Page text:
First Tumut P.O.W. From Jap. Hands
9 October 1945 The Tumut and Adelong Times
Sergt. Jim Oliver arrived back in Tumut by yesterday's train, accompanied by his wife, who had gone to Sydney to meet him after he had disembarked from the Oranje, the ship which brought home another 700 ex-prisoners of war freed from Japanese hands in Singapore.
There was a big crowd waiting at the Station to welcome him home and the Tumut Town Band was also present and rendered appropriate music.
Though thin and tired after his 3½ years in captivity, Sergt. Oliver feels very well.
After the welcome handshakes and exchanged greetings the fleet of cars which had gone to the station, led by the lorry with the Band boys, formed a procession to town, where further music was rendered by the Band in Wynyard Street.
After partaking of morning tea Sergt. Oliver was driven by Mr. and Mrs. H. H. Crouch (his wife's parents) to their home at “'Nimbo,'' where he will spend his leave.
Also arrived by yesterday's train was a British ex-prisoner of war, Pte. J. King, who was released in Japan.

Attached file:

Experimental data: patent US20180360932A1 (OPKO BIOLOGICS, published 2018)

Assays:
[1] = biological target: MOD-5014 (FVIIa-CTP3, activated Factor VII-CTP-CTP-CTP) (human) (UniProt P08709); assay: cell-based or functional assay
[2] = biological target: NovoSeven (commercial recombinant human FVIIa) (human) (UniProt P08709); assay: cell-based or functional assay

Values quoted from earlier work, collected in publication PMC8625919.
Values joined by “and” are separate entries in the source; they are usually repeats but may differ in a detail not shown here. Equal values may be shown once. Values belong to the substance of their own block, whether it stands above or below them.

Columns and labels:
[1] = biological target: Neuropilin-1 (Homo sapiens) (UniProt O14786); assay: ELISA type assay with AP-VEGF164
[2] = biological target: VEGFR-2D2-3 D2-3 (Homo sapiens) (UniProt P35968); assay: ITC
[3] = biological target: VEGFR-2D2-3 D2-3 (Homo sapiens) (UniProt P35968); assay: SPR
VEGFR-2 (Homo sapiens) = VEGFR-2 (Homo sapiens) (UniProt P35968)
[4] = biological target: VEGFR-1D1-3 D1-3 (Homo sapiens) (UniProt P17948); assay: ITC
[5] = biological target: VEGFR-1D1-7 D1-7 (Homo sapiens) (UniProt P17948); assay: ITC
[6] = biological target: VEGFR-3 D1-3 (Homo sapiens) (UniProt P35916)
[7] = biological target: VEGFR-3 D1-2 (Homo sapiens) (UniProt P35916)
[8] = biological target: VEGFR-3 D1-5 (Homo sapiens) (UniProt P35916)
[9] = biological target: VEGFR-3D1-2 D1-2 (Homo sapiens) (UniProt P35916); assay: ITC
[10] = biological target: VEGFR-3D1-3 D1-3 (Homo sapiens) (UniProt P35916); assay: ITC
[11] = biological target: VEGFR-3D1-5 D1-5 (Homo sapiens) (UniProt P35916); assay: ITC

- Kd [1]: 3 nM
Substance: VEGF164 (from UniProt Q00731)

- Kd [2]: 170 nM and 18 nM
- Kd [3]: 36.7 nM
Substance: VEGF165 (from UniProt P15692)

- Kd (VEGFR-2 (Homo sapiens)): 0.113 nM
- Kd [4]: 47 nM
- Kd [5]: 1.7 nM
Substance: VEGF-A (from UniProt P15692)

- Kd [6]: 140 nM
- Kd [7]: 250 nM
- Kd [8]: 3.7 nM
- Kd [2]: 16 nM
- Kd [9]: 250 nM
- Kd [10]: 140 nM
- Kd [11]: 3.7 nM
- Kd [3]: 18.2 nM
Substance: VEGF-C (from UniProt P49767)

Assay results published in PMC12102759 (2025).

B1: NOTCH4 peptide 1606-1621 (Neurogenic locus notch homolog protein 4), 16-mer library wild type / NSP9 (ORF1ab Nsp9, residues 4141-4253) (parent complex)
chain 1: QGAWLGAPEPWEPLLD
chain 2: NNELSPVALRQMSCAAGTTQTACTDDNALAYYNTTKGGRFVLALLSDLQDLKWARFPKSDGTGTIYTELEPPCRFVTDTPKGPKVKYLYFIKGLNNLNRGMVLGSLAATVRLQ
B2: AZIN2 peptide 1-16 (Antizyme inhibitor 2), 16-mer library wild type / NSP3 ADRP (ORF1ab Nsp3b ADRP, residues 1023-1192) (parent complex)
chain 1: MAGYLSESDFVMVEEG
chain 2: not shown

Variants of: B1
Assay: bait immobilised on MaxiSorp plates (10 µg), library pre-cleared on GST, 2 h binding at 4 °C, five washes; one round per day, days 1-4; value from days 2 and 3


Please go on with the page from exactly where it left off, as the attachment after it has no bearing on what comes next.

He was captured at Hong Kong.
Pte. King is the guest of Mr. and Mrs. Geo. Symons at East Blowering.
Other Tumut soldiers freed from Jap. hands and who have arrived in Australia are Hal Hall, of Tomorroma; Norman Burbury of Wyangle; Johnny Pearce and Kinlock Byrne, of Bombowlee.
Mr, and Mrs. M. R. Burbury motored to Sydney last week to meet their son Norman, who is expected to arrive in Tumut with his parents at noon today.
Adjutant Fred. Harris, son of Colonel and Mrs. G. H. L. Harris, is expected to arrive in Sydney by 'plane today.
Incidentally, his arrival will coincide with his wife's birthday.
Parents and relatives of returning ex- p.o.w.'s are requested to notify Mr. A. C. Macadam, secretary of the local Repatriation Committee, as to when their soldiers are expected to arrive in Tumut, so that suitable welcomes can be arranged.